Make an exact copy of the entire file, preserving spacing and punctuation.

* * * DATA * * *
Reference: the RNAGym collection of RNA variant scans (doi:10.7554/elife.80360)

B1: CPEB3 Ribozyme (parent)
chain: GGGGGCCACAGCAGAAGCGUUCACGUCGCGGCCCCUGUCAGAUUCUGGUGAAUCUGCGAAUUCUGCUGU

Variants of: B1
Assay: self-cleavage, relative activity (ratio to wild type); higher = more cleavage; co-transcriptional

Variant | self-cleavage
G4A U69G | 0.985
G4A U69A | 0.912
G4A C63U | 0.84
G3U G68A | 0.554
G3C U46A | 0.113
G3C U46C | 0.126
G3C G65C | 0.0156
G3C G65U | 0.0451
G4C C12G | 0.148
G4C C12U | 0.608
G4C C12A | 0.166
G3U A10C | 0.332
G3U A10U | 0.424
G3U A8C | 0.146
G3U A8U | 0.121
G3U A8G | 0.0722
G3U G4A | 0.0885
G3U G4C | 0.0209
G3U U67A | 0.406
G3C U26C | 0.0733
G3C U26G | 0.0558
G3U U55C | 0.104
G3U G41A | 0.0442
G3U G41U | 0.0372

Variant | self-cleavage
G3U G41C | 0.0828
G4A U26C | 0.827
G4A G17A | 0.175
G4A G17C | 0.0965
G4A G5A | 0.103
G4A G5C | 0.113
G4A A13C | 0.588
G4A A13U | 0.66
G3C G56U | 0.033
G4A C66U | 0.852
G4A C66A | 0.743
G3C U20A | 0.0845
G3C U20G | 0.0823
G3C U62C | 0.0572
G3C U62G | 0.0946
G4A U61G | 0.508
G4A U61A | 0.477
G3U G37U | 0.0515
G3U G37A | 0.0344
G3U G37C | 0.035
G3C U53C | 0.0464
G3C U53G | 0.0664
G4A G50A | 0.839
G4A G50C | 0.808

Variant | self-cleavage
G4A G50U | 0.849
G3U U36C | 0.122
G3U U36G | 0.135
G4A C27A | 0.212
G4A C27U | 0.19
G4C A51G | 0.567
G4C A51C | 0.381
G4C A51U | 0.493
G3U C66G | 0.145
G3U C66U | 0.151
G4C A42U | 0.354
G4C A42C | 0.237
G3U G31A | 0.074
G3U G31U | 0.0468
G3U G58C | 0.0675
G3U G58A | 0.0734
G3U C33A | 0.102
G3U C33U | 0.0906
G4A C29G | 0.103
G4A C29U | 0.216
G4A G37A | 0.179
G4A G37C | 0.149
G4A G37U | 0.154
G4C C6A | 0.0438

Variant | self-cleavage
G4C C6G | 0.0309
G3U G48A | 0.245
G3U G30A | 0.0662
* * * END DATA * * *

Reference: the RNAGym collection of RNA variant scans (doi:10.7554/elife.80360)

B1: CPEB3 Ribozyme (parent)
chain: GGGGGCCACAGCAGAAGCGUUCACGUCGCGGCCCCUGUCAGAUUCUGGUGAAUCUGCGAAUUCUGCUGU

Variants of: B1
Assay: self-cleavage, relative activity (ratio to wild type); higher = more cleavage; co-transcriptional

Variant | self-cleavage
G4A U69G | 0.985
G4A U69A | 0.912
G4A C63U | 0.84
G3U G68A | 0.554
G3C U46A | 0.113
G3C U46C | 0.126
G3C G65C | 0.0156
G3C G65U | 0.0451
G4C C12G | 0.148
G4C C12U | 0.608
G4C C12A | 0.166
G3U A10C | 0.332
G3U A10U | 0.424
G3U A8C | 0.146
G3U A8U | 0.121
G3U A8G | 0.0722
G3U G4A | 0.0885
G3U G4C | 0.0209
G3U U67A | 0.406
G3C U26C | 0.0733
G3C U26G | 0.0558
G3U U55C | 0.104
G3U G41A | 0.0442
G3U G41U | 0.0372

Variant | self-cleavage
G3U G41C | 0.0828
G4A U26C | 0.827
G4A G17A | 0.175
G4A G17C | 0.0965
G4A G5A | 0.103
G4A G5C | 0.113
G4A A13C | 0.588
G4A A13U | 0.66
G3C G56U | 0.033
G4A C66U | 0.852
G4A C66A | 0.743
G3C U20A | 0.0845
G3C U20G | 0.0823
G3C U62C | 0.0572
G3C U62G | 0.0946
G4A U61G | 0.508
G4A U61A | 0.477
G3U G37U | 0.0515
G3U G37A | 0.0344
G3U G37C | 0.035
G3C U53C | 0.0464
G3C U53G | 0.0664
G4A G50A | 0.839
G4A G50C | 0.808

Variant | self-cleavage
G4A G50U | 0.849
G3U U36C | 0.122
G3U U36G | 0.135
G4A C27A | 0.212
G4A C27U | 0.19
G4C A51G | 0.567
G4C A51C | 0.381
G4C A51U | 0.493
G3U C66G | 0.145
G3U C66U | 0.151
G4C A42U | 0.354
G4C A42C | 0.237
G3U G31A | 0.074
G3U G31U | 0.0468
G3U G58C | 0.0675
G3U G58A | 0.0734
G3U C33A | 0.102
G3U C33U | 0.0906
G4A C29G | 0.103
G4A C29U | 0.216
G4A G37A | 0.179
G4A G37C | 0.149
G4A G37U | 0.154
G4C C6A | 0.0438

Variant | self-cleavage
G4C C6G | 0.0309
G3U G48A | 0.245
G3U G30A | 0.0662